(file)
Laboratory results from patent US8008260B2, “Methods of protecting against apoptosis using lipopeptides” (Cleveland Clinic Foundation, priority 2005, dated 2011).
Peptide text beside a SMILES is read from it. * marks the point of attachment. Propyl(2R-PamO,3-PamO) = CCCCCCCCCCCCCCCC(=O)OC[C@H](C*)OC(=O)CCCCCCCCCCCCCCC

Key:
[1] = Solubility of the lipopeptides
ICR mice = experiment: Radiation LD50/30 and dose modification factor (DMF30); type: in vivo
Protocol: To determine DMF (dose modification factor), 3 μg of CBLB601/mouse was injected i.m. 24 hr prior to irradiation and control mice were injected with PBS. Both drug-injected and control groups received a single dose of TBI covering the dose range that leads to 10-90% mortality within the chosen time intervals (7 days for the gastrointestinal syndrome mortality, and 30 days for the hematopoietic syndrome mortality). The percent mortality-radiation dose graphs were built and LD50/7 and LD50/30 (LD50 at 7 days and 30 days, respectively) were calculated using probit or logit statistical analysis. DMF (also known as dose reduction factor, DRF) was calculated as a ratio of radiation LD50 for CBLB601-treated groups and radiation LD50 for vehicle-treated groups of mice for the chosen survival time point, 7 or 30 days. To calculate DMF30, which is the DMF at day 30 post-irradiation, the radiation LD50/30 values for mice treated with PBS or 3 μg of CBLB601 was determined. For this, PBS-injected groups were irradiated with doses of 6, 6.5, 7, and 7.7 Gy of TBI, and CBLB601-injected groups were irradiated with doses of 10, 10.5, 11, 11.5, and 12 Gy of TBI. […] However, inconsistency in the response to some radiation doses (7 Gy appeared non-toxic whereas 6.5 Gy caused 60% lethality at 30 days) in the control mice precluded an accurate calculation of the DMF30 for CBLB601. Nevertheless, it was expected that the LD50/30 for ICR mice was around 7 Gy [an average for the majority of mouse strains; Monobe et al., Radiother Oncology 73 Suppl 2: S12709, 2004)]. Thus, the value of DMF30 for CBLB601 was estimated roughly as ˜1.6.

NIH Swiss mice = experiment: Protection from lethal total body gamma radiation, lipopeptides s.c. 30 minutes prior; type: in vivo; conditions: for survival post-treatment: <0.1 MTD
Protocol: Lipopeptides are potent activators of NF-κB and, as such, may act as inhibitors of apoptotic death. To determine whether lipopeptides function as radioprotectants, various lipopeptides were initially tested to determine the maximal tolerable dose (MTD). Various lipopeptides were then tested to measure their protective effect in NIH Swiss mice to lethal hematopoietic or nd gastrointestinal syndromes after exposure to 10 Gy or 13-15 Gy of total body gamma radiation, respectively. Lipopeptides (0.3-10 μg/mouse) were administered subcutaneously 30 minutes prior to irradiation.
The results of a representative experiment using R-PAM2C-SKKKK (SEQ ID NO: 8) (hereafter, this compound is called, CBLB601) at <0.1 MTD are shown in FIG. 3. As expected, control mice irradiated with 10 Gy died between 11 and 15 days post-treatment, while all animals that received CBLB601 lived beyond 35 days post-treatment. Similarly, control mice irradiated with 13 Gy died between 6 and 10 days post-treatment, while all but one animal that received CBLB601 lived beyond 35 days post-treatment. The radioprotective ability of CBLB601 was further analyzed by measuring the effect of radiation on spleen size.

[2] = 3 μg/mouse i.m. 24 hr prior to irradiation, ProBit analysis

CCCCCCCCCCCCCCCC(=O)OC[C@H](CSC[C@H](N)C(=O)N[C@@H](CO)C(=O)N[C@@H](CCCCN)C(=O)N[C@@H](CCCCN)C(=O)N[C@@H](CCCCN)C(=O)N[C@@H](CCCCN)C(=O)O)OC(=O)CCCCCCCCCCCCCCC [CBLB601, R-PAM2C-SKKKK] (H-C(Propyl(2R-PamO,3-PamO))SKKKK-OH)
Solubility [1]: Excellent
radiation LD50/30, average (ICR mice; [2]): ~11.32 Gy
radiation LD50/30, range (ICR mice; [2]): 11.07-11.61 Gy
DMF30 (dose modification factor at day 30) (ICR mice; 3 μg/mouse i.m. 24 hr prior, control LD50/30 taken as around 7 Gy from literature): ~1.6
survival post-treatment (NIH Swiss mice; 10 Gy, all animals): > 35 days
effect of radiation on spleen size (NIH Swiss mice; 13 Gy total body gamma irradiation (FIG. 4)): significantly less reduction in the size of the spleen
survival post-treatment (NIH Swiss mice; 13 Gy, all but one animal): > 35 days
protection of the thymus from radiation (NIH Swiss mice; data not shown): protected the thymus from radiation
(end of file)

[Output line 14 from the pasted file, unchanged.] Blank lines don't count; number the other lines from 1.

radiation LD50/30, range (ICR mice; [2]): 11.07-11.61 Gy